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The origins or Oktoberfest can be traced all the way back to October of 1810, when Prince Ludwig of Bavaria married Princess Therese of Saxony-Hildburghausen. A huge party was thrown for all of Bavaria, and the German people discovered they enjoyed drinking beer, dancing, and eating sausages even more than they already did. By the turn of the century, the festival had grown and breweries started getting involved, replacing beer stands with beer tents and giving birth to the modern concept of Oktoberfest. Nowadays, Munich hosts the largest Oktoberfest celebration in the world, serving millions of gallons of beer to over six million visitors every year. But you don’t have to travel to Europe to enjoy Oktoberfest, as there are plenty of ways to celebrate stateside. Here are five of the best Oktoberfest celebrations in America going on through the end of October.
Oktoberfest NYC at Watermark Bar
Watermark Bar is located at the end of Pier 15 at South Street Seaport, with a spectacular view of Brooklyn just across the East River. The Oktoberfest celebration here takes place over four consecutive weekends, from September 21 through October 14. You can drink gallons of beer imported from Munich, eat giant pretzels and bratwurst, play games like cornhole and ping-pong, and show off your endurance (even after a few beers) in a stein holding contest.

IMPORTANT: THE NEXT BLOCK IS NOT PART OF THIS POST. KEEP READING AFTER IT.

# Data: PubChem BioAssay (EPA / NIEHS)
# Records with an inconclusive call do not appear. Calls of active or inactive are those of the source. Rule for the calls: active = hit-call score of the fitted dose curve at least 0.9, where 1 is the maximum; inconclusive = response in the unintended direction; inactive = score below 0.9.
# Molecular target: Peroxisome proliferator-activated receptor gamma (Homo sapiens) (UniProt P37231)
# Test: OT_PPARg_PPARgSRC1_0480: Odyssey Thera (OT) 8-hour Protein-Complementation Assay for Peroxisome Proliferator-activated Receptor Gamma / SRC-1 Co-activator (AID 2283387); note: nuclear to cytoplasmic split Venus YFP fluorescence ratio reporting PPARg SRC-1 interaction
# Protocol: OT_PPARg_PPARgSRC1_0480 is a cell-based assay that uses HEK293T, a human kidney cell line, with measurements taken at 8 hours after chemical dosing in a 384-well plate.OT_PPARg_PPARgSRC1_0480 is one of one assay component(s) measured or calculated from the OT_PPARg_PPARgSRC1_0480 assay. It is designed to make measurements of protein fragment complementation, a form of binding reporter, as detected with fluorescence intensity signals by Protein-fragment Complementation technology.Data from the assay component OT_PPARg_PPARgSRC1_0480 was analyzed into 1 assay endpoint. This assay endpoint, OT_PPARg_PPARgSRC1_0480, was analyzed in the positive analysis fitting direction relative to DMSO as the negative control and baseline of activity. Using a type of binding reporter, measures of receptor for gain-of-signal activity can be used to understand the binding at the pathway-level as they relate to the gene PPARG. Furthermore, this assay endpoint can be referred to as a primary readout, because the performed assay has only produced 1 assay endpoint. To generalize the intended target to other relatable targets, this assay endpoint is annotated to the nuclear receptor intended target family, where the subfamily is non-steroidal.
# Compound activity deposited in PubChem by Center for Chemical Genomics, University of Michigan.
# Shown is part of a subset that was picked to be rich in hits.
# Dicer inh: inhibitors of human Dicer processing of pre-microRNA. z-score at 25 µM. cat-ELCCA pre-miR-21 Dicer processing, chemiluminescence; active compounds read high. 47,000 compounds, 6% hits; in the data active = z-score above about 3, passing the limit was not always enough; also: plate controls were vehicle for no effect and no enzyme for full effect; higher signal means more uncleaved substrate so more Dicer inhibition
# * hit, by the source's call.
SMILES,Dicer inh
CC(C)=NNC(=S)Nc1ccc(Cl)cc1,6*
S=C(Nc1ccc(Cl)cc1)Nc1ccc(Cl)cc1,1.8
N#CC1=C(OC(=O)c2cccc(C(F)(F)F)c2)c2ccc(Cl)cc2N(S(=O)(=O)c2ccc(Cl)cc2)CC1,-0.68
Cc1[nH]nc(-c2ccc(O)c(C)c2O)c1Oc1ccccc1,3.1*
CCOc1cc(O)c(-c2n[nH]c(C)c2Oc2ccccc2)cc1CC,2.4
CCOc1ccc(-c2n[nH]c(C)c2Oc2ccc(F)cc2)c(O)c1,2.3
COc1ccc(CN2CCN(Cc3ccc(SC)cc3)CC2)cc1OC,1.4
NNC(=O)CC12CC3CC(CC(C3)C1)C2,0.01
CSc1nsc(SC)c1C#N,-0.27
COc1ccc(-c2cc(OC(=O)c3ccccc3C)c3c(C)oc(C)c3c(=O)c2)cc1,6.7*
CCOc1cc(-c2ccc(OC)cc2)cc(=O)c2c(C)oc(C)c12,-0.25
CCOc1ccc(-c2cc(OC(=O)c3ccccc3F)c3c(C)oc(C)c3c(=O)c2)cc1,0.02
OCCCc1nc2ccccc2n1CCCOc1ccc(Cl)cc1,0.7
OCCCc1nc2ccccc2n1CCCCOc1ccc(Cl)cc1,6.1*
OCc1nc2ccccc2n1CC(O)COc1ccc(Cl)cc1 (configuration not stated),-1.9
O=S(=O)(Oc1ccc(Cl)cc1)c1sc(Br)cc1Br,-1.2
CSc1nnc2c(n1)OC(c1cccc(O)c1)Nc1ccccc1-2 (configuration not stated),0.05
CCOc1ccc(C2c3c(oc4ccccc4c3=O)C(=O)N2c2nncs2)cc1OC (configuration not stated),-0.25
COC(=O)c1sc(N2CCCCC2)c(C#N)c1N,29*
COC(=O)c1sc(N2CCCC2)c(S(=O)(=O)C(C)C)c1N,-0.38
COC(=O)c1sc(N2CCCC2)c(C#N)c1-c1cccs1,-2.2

La Crosse Oktoberfest
La Crosse’s Oktoberfest celebration began in 1961 and has grown over the decades. This year it takes place from September 27th to the 30th, with events like the tapping of the golden keg, a two-mile-long Maple Leaf Parade, and a nighttime torchlight parade and celebration. And of course, there's plenty of beer, food, and lederhosen for everyone to enjoy as well at events like a craft beer night, German dinner, and most enticing, a “Lederhosen luncheon.”
The town of Fredericksburg, Texas, just outside of Austin, is celebrating 38 years of Oktoberfest from October 5th to the 7th. Fredericksburg, founded by German immigrants in 1846, is a slice of Germany in Texas Hill Country—don’t be surprised if cowboy hats are matched with lederhosen here. There's endless entertainment to choose from, including German oompah bands, numerous types of beer on tap, and snacks like sausage, potato pancakes, and funnel cakes. The Shiner brewmaster from Spoetzl Brewery will be there as well for a meet-and-greet.
Oktoberfest Chicago at St. Alphonsus
Chicago’s Oktoberfest takes place from September 28th to the 30th in the city’s West Lakeview neighborhood. Celebrate here with beer, brats, and live music, as well as two craft beer nights featuring over 40 different types of suds from the best small breweries in the country. Attendees will receive a pretzel necklace to munch on as they sample. This is also a family friendly event, with a Kinderfest on Saturday and Sunday afternoons that will include face painting, music, and crafts.
Alpine Village Oktoberfest